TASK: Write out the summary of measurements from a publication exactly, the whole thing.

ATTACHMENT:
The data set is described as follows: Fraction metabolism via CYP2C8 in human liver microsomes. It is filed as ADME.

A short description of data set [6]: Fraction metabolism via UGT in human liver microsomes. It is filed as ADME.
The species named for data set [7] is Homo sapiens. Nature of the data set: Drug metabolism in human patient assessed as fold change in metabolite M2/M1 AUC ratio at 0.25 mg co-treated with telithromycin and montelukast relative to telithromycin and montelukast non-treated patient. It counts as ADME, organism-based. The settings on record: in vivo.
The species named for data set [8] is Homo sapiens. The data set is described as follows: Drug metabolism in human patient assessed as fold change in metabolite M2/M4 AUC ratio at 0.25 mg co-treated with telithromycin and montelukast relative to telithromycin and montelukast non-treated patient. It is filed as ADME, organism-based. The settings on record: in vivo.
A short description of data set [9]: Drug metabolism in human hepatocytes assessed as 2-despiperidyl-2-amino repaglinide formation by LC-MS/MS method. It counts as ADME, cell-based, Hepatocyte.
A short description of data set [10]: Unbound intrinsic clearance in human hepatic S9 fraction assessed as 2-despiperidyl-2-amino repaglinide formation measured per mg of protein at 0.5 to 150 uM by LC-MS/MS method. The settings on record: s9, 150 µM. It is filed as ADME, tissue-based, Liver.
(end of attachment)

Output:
The data set is described as follows: Fraction metabolism via CYP2C8 in human liver microsomes. It is filed as ADME.

A short description of data set [6]: Fraction metabolism via UGT in human liver microsomes. It is filed as ADME.
The species named for data set [7] is Homo sapiens. Nature of the data set: Drug metabolism in human patient assessed as fold change in metabolite M2/M1 AUC ratio at 0.25 mg co-treated with telithromycin and montelukast relative to telithromycin and montelukast non-treated patient. It counts as ADME, organism-based. The settings on record: in vivo.
The species named for data set [8] is Homo sapiens. The data set is described as follows: Drug metabolism in human patient assessed as fold change in metabolite M2/M4 AUC ratio at 0.25 mg co-treated with telithromycin and montelukast relative to telithromycin and montelukast non-treated patient. It is filed as ADME, organism-based. The settings on record: in vivo.
A short description of data set [9]: Drug metabolism in human hepatocytes assessed as 2-despiperidyl-2-amino repaglinide formation by LC-MS/MS method. It counts as ADME, cell-based, Hepatocyte.
A short description of data set [10]: Unbound intrinsic clearance in human hepatic S9 fraction assessed as 2-despiperidyl-2-amino repaglinide formation measured per mg of protein at 0.5 to 150 uM by LC-MS/MS method. The settings on record: s9, 150 µM. It is filed as ADME, tissue-based, Liver.